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When I think of great cities, I often think of two things—their people and their streets. I grew up a “street kid” in New York City. That’s where I played stickball and touch football, traded bad jokes with the guys at the “benches” and bragged about my first car—a horrible, but working, Rambler my father bought me for 35 bucks…and breathed in the urban air, reveling in the energy all around me. Ah…that energy!

That’s why I’m jazzed about what’s ahead here in Detroit because the auto industry is planning to energize our streets with two major events. After all, the streets are where cars and people belong – together, in motion.

Our auto show is not only going to finally return after several pandemic-related delays (and one rainy dress rehearsal last fall), but it will go far beyond the traditional indoor displays out onto the streets and public places of our beloved Motor City.

Detroit is even finally in the name of the show – prominently! Known as the North American International Auto Show since 1989, reflecting its heritage and new presence, the logo now proudly reads “North American International Detroit Auto Show” with the name of our city big and bold…because Detroit is exactly that.

It was always fun to hop in and out of the cars and trucks on display, but it’s more fun to step on the gas (or nowadays, EV accelerator) and go. It’s even better if you imagine yourself navigating the turns and straights on a Grand Prix course. Ha! Done and done. Several brands will offer rides on courses on sections of the 2023 Detroit Grand Prix circuit. Tracks will be set up inside Huntington Place, as well. Take your pick.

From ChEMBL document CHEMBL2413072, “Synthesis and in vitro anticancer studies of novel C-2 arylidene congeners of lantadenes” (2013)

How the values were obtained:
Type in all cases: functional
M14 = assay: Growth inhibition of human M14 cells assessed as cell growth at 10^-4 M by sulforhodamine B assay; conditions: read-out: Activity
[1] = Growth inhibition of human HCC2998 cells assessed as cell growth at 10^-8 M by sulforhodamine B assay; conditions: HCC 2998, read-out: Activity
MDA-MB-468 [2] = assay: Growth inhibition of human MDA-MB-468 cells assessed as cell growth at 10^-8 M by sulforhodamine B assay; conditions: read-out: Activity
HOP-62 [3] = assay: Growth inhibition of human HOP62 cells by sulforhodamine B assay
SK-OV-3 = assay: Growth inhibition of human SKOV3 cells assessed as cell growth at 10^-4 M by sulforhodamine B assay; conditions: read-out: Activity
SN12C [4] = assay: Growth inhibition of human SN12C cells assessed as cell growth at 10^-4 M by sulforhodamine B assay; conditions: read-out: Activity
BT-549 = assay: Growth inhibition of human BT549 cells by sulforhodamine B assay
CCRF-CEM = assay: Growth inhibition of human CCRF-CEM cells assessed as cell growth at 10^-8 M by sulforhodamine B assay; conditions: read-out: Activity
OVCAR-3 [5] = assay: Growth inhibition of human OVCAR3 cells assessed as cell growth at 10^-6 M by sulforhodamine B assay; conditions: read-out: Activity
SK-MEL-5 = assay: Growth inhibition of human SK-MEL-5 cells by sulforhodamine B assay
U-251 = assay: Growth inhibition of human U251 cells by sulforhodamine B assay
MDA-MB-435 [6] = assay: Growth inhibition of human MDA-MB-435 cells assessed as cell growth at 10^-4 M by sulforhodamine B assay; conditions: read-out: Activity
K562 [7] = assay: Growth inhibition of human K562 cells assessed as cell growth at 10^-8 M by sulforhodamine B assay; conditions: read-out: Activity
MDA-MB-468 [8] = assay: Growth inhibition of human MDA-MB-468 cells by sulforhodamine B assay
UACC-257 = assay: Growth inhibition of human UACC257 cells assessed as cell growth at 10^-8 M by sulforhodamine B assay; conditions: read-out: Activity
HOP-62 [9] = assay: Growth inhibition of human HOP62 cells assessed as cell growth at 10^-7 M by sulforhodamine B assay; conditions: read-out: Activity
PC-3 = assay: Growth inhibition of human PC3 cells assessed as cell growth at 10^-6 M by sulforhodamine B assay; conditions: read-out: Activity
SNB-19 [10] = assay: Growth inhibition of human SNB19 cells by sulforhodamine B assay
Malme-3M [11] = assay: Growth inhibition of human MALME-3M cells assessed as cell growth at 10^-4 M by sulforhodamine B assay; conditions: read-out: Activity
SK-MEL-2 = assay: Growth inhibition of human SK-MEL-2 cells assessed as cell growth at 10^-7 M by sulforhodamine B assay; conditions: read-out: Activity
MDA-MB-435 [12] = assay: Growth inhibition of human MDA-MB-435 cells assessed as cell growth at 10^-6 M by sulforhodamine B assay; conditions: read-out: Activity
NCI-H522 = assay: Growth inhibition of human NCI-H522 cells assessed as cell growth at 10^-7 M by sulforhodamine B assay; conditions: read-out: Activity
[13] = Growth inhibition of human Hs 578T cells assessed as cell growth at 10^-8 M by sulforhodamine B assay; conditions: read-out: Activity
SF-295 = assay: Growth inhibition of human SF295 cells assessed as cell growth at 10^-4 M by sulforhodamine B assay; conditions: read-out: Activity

That brings me to the second event inspiring me about Detroit. It was recently announced that next year the Grand Prix crosses the MacArthur Bridge from Belle Isle back onto a downtown street circuit. Belle Isle is beautiful by itself, but it’s a park with limited access.

Roaring racers belong on city blacktop rumbling through the urban canyons and glistening riverfront, whizzing by rabid fans arriving on foot, bike, or yes, motor vehicles – many of whom not only know cars but build them. That’s uniquely Detroit.

As an auto reporter I write about all sorts of technical and design innovations, financial results and executive shuffles. They’re all important but bringing these two events out onto our streets sparks a more visceral emotion.

They aren’t just stories…they’re invitations to everyone, everywhere, to experience the motion, pulse and energy our town has to offer while shoulder-to-shoulder with real people at street level under a blue sky enjoying the ingenuity of the city that put the world on wheels.

That’s inspiring. That’s Detroit.

Ed Garsten is an Integrated Media Consultant at Franco.